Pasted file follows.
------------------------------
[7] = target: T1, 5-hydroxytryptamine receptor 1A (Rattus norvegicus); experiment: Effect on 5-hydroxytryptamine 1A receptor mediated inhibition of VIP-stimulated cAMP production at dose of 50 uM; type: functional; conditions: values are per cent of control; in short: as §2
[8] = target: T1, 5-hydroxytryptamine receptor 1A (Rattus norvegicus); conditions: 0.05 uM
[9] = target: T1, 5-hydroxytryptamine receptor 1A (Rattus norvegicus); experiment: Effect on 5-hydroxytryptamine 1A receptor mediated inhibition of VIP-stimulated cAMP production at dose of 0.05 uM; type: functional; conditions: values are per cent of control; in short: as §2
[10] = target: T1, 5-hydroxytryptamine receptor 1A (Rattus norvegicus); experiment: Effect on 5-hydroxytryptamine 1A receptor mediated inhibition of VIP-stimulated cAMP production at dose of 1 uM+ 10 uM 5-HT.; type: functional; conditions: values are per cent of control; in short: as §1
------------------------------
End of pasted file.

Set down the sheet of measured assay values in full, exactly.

[7] = target: T1, 5-hydroxytryptamine receptor 1A (Rattus norvegicus); experiment: Effect on 5-hydroxytryptamine 1A receptor mediated inhibition of VIP-stimulated cAMP production at dose of 50 uM; type: functional; conditions: values are per cent of control; in short: as §2
[8] = target: T1, 5-hydroxytryptamine receptor 1A (Rattus norvegicus); conditions: 0.05 uM
[9] = target: T1, 5-hydroxytryptamine receptor 1A (Rattus norvegicus); experiment: Effect on 5-hydroxytryptamine 1A receptor mediated inhibition of VIP-stimulated cAMP production at dose of 0.05 uM; type: functional; conditions: values are per cent of control; in short: as §2
[10] = target: T1, 5-hydroxytryptamine receptor 1A (Rattus norvegicus); experiment: Effect on 5-hydroxytryptamine 1A receptor mediated inhibition of VIP-stimulated cAMP production at dose of 1 uM+ 10 uM 5-HT.; type: functional; conditions: values are per cent of control; in short: as §1